Farmers are growing more pessimistic about their current condition, but have become more optimistic since the presidential election, though their views vary with income, according to the DTN/The Progressive Farmer
Agricultural Confidence Index.
Surveys of 500 farmers in December produced an index of 98, on a scale where 100 or above indicates optimism. The figure was way up from 72 in August.
Farmers are surveyed three times per year, "before spring planting, just prior to harvest, and at year's end, to determine their opinions about their current economic situation and about that situation in the year to come," Greg Horstmeier reports
for DTN. "Those answers create a score for farmer's 'current condition,' how they feel about their businesses at the time of the survey, and a score for their 'future expectations' for the coming year."
The index is created from those two scores.
The current conditions score was 44.2, the lowest since the index began in 2010, but the future expectations score was 127. (DTN graphic: Index results in blue, current-situation scores in red, and expectations in green)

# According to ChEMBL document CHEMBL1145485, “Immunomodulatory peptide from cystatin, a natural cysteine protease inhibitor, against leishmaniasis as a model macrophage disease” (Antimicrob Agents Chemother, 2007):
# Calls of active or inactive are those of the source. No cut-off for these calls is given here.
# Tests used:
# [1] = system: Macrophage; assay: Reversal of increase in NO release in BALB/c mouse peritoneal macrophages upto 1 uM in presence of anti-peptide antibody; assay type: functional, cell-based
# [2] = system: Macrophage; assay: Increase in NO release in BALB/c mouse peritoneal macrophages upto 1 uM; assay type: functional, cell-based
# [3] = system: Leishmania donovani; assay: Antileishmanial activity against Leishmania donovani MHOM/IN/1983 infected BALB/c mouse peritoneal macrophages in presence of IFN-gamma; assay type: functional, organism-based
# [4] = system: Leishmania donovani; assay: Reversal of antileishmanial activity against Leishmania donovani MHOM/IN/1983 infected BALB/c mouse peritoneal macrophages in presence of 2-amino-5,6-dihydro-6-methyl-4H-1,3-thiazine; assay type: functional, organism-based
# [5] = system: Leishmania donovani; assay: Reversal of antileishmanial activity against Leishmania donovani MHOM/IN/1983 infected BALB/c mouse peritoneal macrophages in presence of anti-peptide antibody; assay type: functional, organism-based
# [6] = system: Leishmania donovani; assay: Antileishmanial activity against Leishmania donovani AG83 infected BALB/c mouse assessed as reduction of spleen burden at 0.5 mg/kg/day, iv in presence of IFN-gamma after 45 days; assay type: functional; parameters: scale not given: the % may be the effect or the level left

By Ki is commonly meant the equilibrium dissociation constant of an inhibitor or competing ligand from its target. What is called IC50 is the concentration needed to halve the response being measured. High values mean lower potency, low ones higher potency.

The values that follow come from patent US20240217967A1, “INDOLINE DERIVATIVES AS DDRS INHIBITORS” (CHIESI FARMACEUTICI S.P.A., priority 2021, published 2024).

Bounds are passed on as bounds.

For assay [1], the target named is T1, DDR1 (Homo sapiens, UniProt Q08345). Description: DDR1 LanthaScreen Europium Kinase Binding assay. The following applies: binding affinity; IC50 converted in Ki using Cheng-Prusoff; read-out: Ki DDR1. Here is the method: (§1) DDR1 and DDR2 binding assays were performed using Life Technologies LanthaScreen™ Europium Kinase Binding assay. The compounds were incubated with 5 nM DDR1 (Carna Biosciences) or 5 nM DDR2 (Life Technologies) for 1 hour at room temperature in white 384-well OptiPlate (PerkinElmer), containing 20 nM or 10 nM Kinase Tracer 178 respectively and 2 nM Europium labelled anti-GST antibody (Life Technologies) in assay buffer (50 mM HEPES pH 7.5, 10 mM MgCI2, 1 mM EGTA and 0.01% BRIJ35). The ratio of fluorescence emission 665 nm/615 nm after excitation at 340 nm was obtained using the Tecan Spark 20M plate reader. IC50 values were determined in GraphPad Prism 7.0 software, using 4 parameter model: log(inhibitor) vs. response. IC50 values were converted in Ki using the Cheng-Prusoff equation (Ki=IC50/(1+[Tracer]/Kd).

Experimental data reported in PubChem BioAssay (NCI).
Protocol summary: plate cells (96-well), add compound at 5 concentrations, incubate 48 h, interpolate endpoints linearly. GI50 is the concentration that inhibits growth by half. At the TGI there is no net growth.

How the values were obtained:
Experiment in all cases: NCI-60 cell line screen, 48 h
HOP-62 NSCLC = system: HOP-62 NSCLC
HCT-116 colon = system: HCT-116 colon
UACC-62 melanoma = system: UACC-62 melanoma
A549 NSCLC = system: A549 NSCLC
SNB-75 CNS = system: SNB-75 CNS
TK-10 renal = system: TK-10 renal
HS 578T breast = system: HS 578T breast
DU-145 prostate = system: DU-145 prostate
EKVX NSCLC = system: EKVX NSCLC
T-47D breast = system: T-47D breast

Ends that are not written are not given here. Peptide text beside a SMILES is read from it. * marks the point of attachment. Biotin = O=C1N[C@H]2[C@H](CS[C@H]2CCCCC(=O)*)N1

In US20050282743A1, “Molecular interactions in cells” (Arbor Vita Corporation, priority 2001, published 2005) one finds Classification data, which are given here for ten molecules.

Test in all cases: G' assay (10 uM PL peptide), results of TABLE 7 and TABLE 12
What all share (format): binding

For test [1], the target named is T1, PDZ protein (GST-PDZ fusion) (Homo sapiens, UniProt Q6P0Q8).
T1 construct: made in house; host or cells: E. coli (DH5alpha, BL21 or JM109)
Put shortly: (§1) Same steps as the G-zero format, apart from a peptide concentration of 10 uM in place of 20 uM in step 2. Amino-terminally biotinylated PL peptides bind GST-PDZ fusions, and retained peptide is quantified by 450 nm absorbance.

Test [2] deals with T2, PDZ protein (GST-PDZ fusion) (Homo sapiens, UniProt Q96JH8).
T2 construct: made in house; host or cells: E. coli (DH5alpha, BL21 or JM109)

The current conditions are not good. "Commodity prices show little sign of more than minor price blips to cash in on," land and input costs show only minor relief, and "acreage estimates for 2017, along with weather predictions, give little chance of a short U.S. crop," Horstmeier writes.
So, why are future expectations so optimistic? "The only thing you can tie that positivity to is the election. Farmers have a lot of hope for the new president," said Robert Hill, principal of Caledonia Solutions
and the creator of the index,.
The future-expectations score varied with income. Farmers earning $100,000 to $249,999 a year were at 112.6, those making $250,000 to $499,999 had a score of 129.9, and those with incomes of $1 million or more scored 79. Hill said the results suggest "that farmers in the lower income levels were more concerned with regulatory and other non-profit-related issues that a Trump presidency has promised to remove. Larger farmers, faced with a higher level of concern over land costs, employee needs, and commodity prices in general may put those worries ahead of the more emotional regulatory issues."